This article originally appeared on SearchSecurity.com, a sister site of SearchSMB.com.
About this series: Spyware is quickly replacing worms and viruses as IT managers' biggest worry. In this two-part series, security professionals and others debate spyware detection and who is best qualified to define it.
Trust the vendors?
With the security market flooded with antispyware tools and more on the way, shouldn't IT professionals simply trust their vendors to make a reasonable determination of what is spyware? After all, they are experts and their products have been through countless hours of testing.
Richard Stiennon, Webroot's VP of threat research, believes his company has practiced due diligence in making sure legitimate programs aren't labeled as spyware.
"Our approach is that spyware is like pornography, you know what it is when you see it," he said. "Regardless of what these companies say, nobody in their right mind wants all these pop-up ads."
Webroot doesn't specifically label programs as spyware, Stiennon said. It identifies them as adware, cookies, Trojan horses, keyloggers or whatever else they look like. Yet it calls its product Spy Sweeper and released a report this month called "State of Spyware."
Todd Sawicki, senior marketing director of 180Solutions, said companies like Webroot may not call programs spyware in their scans, but when "the spy word" appears on the product and in reports, the affect is the same.
"To get fingered, all you have to do is show ads outside the application," he said. "We get dinged because we show ads."
Stiennon said entities like Cool Web Search, Claria and 180Solutions deserve the bad reputation. He said 180Solutions, for example, has a history of "drive-by" downloads, using ActiveX to drop adware onto systems without warning.
"Legislative efforts have forced them to clean up their act," Stiennon said. "Over three months, 180Solutions and Claria lost two-tenths of one percent of their penetration. As they are forced to comply with laws they'll improve their image and products. But they still must account for their past."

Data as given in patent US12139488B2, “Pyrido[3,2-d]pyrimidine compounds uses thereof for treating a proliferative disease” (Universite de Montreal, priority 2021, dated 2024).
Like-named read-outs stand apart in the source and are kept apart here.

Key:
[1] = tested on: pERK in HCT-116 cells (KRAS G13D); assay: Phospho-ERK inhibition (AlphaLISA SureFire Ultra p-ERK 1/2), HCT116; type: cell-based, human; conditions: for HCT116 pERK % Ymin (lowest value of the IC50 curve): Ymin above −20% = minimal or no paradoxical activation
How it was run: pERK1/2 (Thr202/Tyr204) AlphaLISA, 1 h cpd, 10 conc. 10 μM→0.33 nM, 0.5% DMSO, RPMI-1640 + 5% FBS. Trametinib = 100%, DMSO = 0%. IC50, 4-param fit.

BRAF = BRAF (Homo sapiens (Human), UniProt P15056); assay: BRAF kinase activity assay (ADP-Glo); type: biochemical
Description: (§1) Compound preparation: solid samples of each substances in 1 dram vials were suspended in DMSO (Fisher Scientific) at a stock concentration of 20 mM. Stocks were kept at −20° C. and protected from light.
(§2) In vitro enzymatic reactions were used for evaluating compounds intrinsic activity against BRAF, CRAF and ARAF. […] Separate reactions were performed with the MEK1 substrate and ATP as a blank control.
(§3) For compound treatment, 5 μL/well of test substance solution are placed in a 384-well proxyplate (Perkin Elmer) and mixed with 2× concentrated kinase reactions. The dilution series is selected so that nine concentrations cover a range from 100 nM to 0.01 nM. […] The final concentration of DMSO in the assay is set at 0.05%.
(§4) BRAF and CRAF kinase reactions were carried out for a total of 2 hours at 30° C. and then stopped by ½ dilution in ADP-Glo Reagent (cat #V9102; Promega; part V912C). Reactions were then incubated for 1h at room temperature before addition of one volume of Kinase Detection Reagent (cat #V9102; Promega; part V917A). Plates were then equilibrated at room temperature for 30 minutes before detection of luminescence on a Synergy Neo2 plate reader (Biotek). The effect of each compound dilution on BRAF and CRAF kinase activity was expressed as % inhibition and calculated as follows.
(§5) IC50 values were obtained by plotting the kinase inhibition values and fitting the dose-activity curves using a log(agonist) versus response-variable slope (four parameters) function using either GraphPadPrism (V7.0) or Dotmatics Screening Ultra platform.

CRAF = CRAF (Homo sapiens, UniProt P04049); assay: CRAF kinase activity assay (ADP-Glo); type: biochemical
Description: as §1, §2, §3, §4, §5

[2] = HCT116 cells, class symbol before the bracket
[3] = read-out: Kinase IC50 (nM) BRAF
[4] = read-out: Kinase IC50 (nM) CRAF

Cool Web Search vigorously defends itself against such claims on its Web site, saying, "These kinds of activities are firmly against our rules. Did anybody tell you differently? Perhaps you have read an article somewhere blaming Cool Web Search for everything wrong with the world short of world hunger… You will be shocked to find out that 95% of all so-called 'CWS hijacks' have NOTHING WHATSOEVER to do with Cool Web Search. These people have never worked with us, and never will. We have never condoned the use of 'hijacks' or 'exploits.' Unfortunately, due to carefully orchestrated framing and smear campaigns of unethical competitors, who even to this day are distributing spyware and calling them 'CWS hijacks,' our good name has been severely damaged."
For its part, Claria said on its Web site, "We have strictly abided to our commitment to privacy and are dedicated to providing valuable permission-based software applications in exchange for delivering targeted messages to our users based on their anonymous online behavior."
In its recent State of Spyware report, Webroot said that it would be folly to move away from the spy word.
"At a time when many consumers and businesses struggle to understand the threat posed by spyware, trying to move away from the term
In the end, many vendors have decided to proceed with caution and let users decide what is harmful to their computers.
To separate the sinister from the benign, Cupertino, Calif.-based antivirus giant Symantec recently drew up a system to measure the potential risk of what it detects. While Symantec's Threat Severity Assessment measures the danger level of traditional malcode based on how fast it spreads and what kind of damage it can cause, the firm's Risk Impact Model now evaluates applications that look like spyware for malicious tendencies. After that, the user is left to decide if the application should be killed, quarantined or allowed.
"The heart of this approach is to tell the user what we have found and let them determine for themselves if they want to keep it or kill it," said Dave Cole, product management director for Symantec Security Response. "We make a recommendation and then you choose what to do from there."
Making the most of what you have
Since most people agree no one entity can solve the whole problem, Skoudis suggests IT managers take matters into their own hands and figure out how to get the best defenses out of the tools they already have.
"If you manage an enterprise network, reconfiguring your infrastructure will help you the most," said Skoudis, also a handler at the Bethesda, Md.-based SANS Internet Storm Center. He recently posted a handler's diary outlining 19 ways an IT shop can fight spyware with the tools they already have.
Nat Howard is an independent system administrator and developer based in Vienna, Va., who also runs a Web site called Stupid Security. As far as he's concerned, the best way to keep spyware off the network is to avoid the products that are always attacked.
"I use Linux, OpenBSD, FreeBSD, and Mac OS X, so my recent experience with spyware has been -- so far as I can tell -- limited to watching it hurt other people," Howard said.